When he met, fell in love, and subsequently married my mother,

the former Roberta Peck, he changed his name to Andrew Boyd and

became a Presbyterian. My father was an accountant and raised

his family well, sending me, my brother Andrew, and my sister

Frances through college. Six years ago, both of my parents were

killed in an auto crash while driving to Florida through an ice

storm in the Carolinas.

There’s a lot more to fill in about me, but let’s get to

Julie and me, which I guess is the crux of the problem. The

religious intermarriage thing gets even better. Julie, the

former Julia Liebowitz of Cedarhurst, Long Island, is Jewish. I

never converted, but religion doesn’t mean a hell of a lot to me

so we were able to work it out, complete with an ecumenical

mixture of all the fun traditions. The kids benefitted the most,

taking off the Jewish holidays and getting Santa Claus and the

Easter Bunny.

Julie was, and is, the daughter of Moe and Esther

Liebowitz. Moe was a successful furrier and is retired to a

beautiful home in Jupiter, Florida, where he and Esther are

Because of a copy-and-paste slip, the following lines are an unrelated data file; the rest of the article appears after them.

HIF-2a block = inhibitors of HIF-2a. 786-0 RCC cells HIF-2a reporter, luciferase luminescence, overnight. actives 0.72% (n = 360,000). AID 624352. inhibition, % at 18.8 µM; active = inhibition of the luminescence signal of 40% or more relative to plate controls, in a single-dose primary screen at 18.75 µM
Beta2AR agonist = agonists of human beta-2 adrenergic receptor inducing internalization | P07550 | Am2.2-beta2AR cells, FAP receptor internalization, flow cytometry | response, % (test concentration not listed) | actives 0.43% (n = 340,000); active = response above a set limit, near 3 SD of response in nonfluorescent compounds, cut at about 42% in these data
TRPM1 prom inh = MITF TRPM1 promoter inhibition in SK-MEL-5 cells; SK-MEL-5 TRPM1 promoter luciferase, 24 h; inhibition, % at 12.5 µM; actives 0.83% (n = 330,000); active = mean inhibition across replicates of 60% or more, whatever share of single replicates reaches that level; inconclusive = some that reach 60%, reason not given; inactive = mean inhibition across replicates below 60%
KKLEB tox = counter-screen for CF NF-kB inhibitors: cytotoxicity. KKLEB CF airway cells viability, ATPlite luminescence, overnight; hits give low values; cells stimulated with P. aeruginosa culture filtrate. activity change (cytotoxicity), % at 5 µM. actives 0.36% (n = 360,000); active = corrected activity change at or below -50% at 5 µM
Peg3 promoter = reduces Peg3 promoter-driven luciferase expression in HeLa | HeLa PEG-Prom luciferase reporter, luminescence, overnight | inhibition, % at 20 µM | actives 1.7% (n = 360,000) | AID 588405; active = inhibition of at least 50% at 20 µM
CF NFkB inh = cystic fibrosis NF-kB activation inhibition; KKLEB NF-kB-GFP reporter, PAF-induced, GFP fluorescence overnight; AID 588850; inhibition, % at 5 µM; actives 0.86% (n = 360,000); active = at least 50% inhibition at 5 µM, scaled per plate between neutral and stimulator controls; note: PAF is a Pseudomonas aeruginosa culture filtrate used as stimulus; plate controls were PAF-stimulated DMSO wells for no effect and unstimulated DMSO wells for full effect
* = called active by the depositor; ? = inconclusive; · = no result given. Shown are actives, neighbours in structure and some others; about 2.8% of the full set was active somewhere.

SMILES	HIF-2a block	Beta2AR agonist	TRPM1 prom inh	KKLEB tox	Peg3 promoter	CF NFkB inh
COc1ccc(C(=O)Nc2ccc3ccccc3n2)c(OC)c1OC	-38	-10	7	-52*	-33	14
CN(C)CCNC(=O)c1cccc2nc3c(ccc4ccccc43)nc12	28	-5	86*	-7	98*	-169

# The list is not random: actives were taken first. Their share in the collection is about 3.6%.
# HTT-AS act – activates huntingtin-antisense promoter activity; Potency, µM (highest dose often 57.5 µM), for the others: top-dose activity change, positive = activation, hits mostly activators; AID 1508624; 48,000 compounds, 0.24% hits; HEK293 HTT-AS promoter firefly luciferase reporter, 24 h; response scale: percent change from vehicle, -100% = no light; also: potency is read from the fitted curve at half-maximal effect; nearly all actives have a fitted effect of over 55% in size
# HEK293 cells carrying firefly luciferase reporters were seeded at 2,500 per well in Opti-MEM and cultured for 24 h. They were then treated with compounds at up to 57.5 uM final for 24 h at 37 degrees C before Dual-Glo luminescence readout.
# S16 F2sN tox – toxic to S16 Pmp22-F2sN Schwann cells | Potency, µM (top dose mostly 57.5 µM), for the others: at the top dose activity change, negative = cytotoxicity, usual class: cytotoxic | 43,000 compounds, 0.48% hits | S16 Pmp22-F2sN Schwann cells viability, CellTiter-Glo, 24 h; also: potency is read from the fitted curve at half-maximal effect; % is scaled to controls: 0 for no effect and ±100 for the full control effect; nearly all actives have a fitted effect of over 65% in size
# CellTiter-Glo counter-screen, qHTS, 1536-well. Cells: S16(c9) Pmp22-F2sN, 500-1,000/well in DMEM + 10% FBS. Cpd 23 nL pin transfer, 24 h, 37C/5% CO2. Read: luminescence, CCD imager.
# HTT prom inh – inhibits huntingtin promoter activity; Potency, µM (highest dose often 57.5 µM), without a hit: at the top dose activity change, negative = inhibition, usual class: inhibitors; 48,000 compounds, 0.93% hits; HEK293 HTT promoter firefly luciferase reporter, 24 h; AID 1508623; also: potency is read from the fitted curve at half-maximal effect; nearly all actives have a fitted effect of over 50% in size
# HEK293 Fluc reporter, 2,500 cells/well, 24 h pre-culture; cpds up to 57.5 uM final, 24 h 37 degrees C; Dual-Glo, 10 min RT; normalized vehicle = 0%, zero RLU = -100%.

currently living happily ever after.

Julie and I met at the University of Pennsylvania in

Philadelphia. She is a year younger than I, but we were in the

same class year because she skipped a year in grammar school.

The first moment I laid eyes on her in a freshman literature

class, I was hooked. I spent the next four years wrestling her,

hoping to take her virginity and lose mine as well. On our

wedding night in 1952 her virginity was still intact. She was a

dark-haired, dark-skinned beauty, and with her dark brown eyes

looked like everyone’s fantasy of Cleopatra. She was

intelligent, charming, well-spoken and had impeccable manners.

She was the epitome of the girl I wanted for my wife.

When we announced our engagement, Moe and Esther all but

called out the Marines, in contrast to my parents who were

instantly delighted. Moe and Esther couldn’t bear the thought of

Princess Julia marrying a goy, who were all known to be wife—